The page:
Here’s the first installment of my Knicks mailbag where I answer your questions on the coaching search, free agency, Kristaps Porzingis and the future of Carmelo and Phil. Since I didn’t get a question about it, I’d also like to include that forward Derrick Williams has a tattoo of the Johnny Depp character in the movie “Blow.”
Most likely to leave NY first; Phil, Melo or both this summer? – @knickaholic
This is the big question that will carry through the rest of the season and into the summer, and there are several factors at play. First of all, there’s Jackson’s desire to be here – the reason he has completely ruled out coaching is because he has deteriorated physically, and, frankly, it’s obvious when he’s limping across the gym. Is it out of the realm of possibility that he goes back to L.A. after this season under doctor’s orders? No, that’s a plausible scenario. I asked Kurt Rambis about this Thursday: “There’s no indication that he’s given me that he’s not committed and isn’t staying,” he said. “Nothing outside of this team has ever been broached in any way, shape, or form.”
The other big factor here is (no surprise) James Dolan. It’s no secret at this point that Jackson and Carmelo are not a match made in triangle heaven. It’s understandable from Anthony’s point of view: he signed a longterm deal under the premise the Knicks were going to try to be a competitive team, and he’s been saddled instead with a rebuilding project. So where will Dolan stand when the lines are drawn in the sand?
The guess here is that it’s on the same side as Anthony. And if Dolan starts vetoing Jackson’s triangle-inclined coaching candidates, we’re in for a nasty divorce – one that would we’re predicting will end with Steve Mills taking over and the Knicks making a run at Tom Thibodeau and Scott Brooks. Mark Jackson and Mills’ Princeton buddy David Blatt are the wild cards in that scenario. … The stability option would be both Jackson and Anthony sticking around for next season, although that would require the Knicks to pull a major haul in free agency.
Luke Walton would be at the top of the list of Phil Jackson’s preferred coaching candidates.
Will Phil cave in and hire a coach outside of his “circle?” – @2forgetus
Well, it’s more of a coaching triangle, or tree, and it hasn’t sprouted much success. Kurt Rambis (58-151), Jim Cleamons (28-70), Brian Shaw (56-85) and Bill Cartwright (51-100) have all posted poor records as head coaches.
Jackson’s obvious and preferred candidates for the Knicks’ gig are Rambis, Shaw and Luke Walton, but here’s something to consider: there have been rumblings that Shaw and Rambis don’t get along because the former was Kobe Bryant’s choice to take over the Lakers when Jackson was talking about retiring. Neither got the job, but Rambis bolted to the Timberwolves because Shaw became next-in-line. Rambis is close with Jackson and on a longterm deal but would he accept an assistant position under Shaw? We doubt it. … So to get back to your question, the only way Phil caves is if he’s forced to.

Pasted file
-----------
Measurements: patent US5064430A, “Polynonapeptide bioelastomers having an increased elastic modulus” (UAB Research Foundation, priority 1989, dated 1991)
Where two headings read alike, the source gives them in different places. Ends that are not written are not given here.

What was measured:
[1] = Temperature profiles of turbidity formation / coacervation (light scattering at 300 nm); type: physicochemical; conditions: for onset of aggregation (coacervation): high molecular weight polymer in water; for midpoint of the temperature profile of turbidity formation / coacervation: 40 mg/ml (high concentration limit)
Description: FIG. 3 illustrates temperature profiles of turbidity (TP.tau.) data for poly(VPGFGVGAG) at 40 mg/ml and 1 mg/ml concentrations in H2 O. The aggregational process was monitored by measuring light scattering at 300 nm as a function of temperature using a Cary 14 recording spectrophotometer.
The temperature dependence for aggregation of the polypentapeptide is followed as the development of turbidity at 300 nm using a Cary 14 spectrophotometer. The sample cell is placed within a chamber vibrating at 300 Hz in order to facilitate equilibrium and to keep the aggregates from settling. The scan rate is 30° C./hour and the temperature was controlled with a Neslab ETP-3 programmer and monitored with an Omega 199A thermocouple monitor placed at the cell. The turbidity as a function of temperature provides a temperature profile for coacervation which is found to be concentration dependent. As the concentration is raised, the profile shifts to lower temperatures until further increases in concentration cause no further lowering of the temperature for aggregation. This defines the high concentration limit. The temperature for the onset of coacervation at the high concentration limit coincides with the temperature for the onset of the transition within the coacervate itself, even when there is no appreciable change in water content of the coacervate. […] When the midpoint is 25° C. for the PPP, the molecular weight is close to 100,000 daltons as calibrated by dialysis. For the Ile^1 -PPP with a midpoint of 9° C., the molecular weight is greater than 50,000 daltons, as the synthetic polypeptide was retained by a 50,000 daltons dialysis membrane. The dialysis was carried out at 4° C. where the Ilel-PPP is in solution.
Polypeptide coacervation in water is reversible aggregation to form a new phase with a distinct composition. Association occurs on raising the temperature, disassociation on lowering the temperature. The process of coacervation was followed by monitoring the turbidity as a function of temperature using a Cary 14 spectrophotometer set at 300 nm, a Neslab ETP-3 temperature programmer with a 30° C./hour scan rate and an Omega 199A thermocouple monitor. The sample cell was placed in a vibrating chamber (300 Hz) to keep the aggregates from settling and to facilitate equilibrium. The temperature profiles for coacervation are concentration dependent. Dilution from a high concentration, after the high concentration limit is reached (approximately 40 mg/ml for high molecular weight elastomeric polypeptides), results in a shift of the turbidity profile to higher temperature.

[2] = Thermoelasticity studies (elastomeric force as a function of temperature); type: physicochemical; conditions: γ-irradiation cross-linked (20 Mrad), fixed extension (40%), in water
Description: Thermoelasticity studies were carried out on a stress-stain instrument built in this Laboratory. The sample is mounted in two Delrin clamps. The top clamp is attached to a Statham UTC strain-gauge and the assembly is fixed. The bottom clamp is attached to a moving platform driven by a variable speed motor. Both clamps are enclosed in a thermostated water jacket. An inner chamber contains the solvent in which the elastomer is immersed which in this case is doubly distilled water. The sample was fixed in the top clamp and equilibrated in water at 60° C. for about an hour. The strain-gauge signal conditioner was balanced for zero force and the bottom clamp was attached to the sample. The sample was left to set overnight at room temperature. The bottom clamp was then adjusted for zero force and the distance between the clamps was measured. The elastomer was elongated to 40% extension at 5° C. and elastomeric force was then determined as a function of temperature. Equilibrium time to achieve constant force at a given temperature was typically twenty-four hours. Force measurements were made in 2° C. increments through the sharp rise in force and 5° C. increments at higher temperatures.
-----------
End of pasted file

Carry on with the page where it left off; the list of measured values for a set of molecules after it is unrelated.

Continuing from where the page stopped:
Do you see the Knicks attracting ANY top tier free agents this summer? – @blackreels
Things can change in four months, but from my understanding Kevin Durant is out of the picture. Of course the Knicks, as constructed, won’t have enough money to sign a max free agent. They’re in a bad spot. Arron Afflalo and Derrick Williams both have player options for about $ 8 million and $ 4.5 million, respectively. As recently as last month I spoke with Williams and he intimated he’d decline the option to become a free agent, but since then his minutes declined and the Knicks fell out of the playoff race. So it’s possible that changes. I expect Afflalo to become a free agent, but it’s important to remember that the Knicks don’t own the Bird Rights of either player. So if Afflalo and Williams don’t pick-up their player options, they’re unlikely to return. Lance Thomas and Langston Galloway will also be free agents. Let’s say Jackson creates enough cap space to land a game-changer, Mike Conley Jr. is getable if the Knicks outbid the competition. Nobody is taking a discount to play for a team that missed the playoffs three straight years. Other free agents we see the Knicks making a run at include Rajon Rondo and Evan Turner.
A variety of factors have led to Kristaps Porzingis’ second-half decline.
What has happened to Porzingis in the second half of the season? – @jakoblacour
The easy answer is that he’s fatigued after playing more minutes than any other season in his career (the rookie wall, if you will, which is indicative of the dramatic drop in rebounds). The complicated answer is that personal regressions occur when the team struggles, and there aren’t many teams struggling more than the Knicks. I still believe Porzingis is a future star, but it’s clear he’s not ready to lead a team without Carmelo Anthony. We all forgot that he’s a project when he blasted out of the gate with amazing performances.
What more entertaining? Covering the Knicks Circus or the Russian Rodeo down there in Brooklyn? – @mathiasnunez
I covered the Nets for five seasons and each ended in disappointment. Counting Derek Fisher’s firing, I’ve documented four coaching changes and one playoff series victory. All I really want is to cover a successful, functional basketball team. It’s elusive in New York.
This entry passed through the Full-Text RSS service – if this is your content and you’re reading it on someone else’s site, please read the FAQ at fivefilters.org/content-only/faq.php#publishers.